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Advent 4 (A)
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Readings for the Fourth Sunday of Advent, Cycle A

 
 1. Isaiah 7, 10-14
  • How should I read these readings?  What additional light can I possibly shed on them?  Our church uses them as proof texts for a core doctrine of our faith.  And so we have heard and overheard them countless times.  They also form the introduction to the Christmas saga that we all learned from our mothers' breast.
  • I must stop, and listen carefully to find out what these readings had to say to their first listeners.  The prophet first spoke to a king and his court, and later his words were celebrated by all the people of Judah.
  • Ask for a sign.  God is constantly giving and wants to give even more.  We look for solutions to our needs here on earth, and too often forget to look in the most obvious place.
  • I will not ask!  I don't hear exasperation in this answer, but rather condescension, such as those practitioners of realpolitik in government who ask how many columns the pope has.  Like the king, we tend to reject the gift.  We have worked it out already on our level.
  • There is more than a formal exchange going on here.  Prophet and king are wrestling to gain the advantage and dictate the terms of their meeting.  The one who speaks last will be the winner.  And since this is scripture, we know who that will be.
  • The virgin shall be with child and bear a son, and shall name him Immanuel.  Pregnancy and childbirth are common enough events, and for that reason not so impressive.  It is the name "Immanuel" that counts, and I should make it fill the sanctuary and echo through the Christmas season.
  • Climax: The Lord himself will give you this sign.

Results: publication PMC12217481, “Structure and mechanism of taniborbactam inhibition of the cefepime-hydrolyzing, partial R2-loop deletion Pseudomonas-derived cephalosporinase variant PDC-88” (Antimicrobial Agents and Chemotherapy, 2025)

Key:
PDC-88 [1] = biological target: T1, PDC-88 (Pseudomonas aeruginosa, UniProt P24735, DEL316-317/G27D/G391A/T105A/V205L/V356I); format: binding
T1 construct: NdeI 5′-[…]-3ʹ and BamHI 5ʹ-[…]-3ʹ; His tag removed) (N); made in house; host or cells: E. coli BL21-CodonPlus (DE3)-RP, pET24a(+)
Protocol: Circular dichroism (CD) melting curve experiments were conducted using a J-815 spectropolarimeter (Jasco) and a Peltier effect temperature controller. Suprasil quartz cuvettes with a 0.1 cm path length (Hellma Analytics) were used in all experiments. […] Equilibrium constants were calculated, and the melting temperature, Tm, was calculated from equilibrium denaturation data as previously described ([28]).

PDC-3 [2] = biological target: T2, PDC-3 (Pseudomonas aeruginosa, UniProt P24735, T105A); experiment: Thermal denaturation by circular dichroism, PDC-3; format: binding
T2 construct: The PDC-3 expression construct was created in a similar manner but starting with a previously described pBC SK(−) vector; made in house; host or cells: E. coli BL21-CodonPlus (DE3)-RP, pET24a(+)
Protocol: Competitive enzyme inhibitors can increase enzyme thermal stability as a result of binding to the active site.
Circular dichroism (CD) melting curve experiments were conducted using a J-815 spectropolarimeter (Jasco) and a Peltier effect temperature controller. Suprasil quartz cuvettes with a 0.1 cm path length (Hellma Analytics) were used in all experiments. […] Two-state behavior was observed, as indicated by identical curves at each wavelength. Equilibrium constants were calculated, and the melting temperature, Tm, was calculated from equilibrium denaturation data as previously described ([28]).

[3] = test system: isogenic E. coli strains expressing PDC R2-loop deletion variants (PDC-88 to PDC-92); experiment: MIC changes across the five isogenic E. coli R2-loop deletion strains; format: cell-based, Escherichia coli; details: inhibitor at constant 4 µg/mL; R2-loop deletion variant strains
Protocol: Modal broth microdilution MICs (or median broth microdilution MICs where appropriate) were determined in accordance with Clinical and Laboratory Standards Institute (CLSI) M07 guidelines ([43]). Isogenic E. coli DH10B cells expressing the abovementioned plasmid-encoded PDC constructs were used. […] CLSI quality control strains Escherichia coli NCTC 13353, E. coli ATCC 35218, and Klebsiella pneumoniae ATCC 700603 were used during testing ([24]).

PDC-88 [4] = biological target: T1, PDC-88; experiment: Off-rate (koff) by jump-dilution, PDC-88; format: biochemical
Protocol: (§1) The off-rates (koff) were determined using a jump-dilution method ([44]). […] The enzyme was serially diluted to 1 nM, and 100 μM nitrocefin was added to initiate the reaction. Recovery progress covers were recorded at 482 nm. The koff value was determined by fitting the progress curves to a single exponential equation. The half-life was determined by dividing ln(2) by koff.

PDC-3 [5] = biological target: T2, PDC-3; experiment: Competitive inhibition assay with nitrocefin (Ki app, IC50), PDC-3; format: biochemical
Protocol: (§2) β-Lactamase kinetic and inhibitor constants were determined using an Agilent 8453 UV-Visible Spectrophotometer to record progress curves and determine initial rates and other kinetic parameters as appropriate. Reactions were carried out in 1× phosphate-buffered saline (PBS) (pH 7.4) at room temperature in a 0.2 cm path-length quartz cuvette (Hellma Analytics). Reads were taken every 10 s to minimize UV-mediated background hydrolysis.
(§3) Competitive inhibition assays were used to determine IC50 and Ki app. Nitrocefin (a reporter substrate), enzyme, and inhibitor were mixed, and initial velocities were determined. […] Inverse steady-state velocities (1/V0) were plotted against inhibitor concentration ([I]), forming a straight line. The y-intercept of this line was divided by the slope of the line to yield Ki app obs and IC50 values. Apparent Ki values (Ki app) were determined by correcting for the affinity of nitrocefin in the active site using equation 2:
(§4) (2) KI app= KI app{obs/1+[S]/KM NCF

• Message for our assembly: Is God absent from our world?  Or can we look for signs in the everyday wonders around us?
  • I will challenge myself: To bring out the tension in this meeting, and show that God does not depart easily from the scene without having the desired impact.
2. Romans 1, 1-7
  • The apostle is saluting a church that he did not found.  That may be the reason for his much more detailed confession of faith, to prove to them that he and they are all on the same page.
  • It is an early confession, void of the technical language that councils used later to make our faith more precise.  It tells about Jesus Christ our Lord, not just about the man Jesus but about a wonderful work of God, where he is established as Son of God through resurrection from the dead.
  • And not just about Jesus in isolation.  He is Son of God in power, that same power of the Spirit that prompted Christians to acknowledge him through the centuries.
  • I can't help noticing that the apostle begins, as everyone of his time began, with the earthly Jesus, descended from David according to the flesh.  They first saw the man and were led to God through him.  Once people were scandalized to think that God could be fully revealed in that man; later the church spoke of God's incarnation, as if we could know the mind of the Lord.